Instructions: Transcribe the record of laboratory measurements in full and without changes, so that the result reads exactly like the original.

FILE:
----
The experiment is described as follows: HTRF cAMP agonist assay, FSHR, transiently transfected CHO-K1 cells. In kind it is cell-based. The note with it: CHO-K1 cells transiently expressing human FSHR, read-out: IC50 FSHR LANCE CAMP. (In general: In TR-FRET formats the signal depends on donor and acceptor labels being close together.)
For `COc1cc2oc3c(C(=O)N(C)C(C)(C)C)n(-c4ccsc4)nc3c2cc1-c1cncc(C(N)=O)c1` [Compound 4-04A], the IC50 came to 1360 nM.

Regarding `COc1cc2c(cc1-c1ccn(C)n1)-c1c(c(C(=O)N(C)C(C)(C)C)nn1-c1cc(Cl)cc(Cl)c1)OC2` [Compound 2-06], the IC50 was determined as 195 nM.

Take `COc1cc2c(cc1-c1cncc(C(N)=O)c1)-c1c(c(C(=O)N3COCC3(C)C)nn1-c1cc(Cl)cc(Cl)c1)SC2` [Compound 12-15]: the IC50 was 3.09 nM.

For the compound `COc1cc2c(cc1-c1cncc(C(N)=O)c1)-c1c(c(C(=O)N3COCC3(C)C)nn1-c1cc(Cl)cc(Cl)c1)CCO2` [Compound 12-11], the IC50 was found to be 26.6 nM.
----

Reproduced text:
The experiment is described as follows: HTRF cAMP agonist assay, FSHR, transiently transfected CHO-K1 cells. In kind it is cell-based. The note with it: CHO-K1 cells transiently expressing human FSHR, read-out: IC50 FSHR LANCE CAMP. (In general: In TR-FRET formats the signal depends on donor and acceptor labels being close together.)
For `COc1cc2oc3c(C(=O)N(C)C(C)(C)C)n(-c4ccsc4)nc3c2cc1-c1cncc(C(N)=O)c1` [Compound 4-04A], the IC50 came to 1360 nM.

Regarding `COc1cc2c(cc1-c1ccn(C)n1)-c1c(c(C(=O)N(C)C(C)(C)C)nn1-c1cc(Cl)cc(Cl)c1)OC2` [Compound 2-06], the IC50 was determined as 195 nM.

Take `COc1cc2c(cc1-c1cncc(C(N)=O)c1)-c1c(c(C(=O)N3COCC3(C)C)nn1-c1cc(Cl)cc(Cl)c1)SC2` [Compound 12-15]: the IC50 was 3.09 nM.

For the compound `COc1cc2c(cc1-c1cncc(C(N)=O)c1)-c1c(c(C(=O)N3COCC3(C)C)nn1-c1cc(Cl)cc(Cl)c1)CCO2` [Compound 12-11], the IC50 was found to be 26.6 nM.